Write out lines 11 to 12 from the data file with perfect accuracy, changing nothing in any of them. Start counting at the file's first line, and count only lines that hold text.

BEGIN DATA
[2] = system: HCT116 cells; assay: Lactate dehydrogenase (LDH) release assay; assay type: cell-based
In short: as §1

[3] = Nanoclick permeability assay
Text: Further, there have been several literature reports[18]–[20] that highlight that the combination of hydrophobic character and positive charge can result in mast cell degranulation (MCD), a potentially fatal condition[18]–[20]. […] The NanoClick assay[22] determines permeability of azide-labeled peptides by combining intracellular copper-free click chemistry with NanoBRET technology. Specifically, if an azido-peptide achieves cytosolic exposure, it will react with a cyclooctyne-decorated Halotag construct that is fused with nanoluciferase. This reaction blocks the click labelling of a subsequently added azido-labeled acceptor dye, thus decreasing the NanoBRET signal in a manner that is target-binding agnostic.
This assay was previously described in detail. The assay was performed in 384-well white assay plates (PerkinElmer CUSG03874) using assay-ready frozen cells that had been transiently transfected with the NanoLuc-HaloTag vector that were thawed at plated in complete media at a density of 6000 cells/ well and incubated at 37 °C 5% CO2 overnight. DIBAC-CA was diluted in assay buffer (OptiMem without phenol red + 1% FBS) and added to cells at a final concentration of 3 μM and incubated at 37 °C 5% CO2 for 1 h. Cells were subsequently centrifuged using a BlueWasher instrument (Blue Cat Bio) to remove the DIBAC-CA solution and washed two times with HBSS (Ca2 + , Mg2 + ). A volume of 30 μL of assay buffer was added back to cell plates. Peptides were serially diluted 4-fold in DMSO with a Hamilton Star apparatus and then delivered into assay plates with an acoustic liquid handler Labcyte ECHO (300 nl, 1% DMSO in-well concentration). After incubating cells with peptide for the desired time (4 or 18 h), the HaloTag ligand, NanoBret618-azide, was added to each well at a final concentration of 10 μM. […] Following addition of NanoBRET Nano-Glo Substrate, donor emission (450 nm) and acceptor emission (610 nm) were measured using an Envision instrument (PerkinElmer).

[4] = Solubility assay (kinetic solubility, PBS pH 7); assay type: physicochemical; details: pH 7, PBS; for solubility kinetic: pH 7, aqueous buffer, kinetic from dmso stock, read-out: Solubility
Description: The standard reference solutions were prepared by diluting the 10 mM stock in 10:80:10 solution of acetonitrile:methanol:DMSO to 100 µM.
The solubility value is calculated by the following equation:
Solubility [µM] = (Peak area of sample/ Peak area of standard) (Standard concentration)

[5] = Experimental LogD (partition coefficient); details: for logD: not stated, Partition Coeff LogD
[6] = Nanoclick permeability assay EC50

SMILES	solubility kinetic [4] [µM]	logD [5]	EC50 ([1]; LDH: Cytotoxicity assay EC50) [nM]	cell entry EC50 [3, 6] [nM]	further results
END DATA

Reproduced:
[6] = Nanoclick permeability assay EC50

SMILES	solubility kinetic [4] [µM]	logD [5]	EC50 ([1]; LDH: Cytotoxicity assay EC50) [nM]	cell entry EC50 [3, 6] [nM]	further results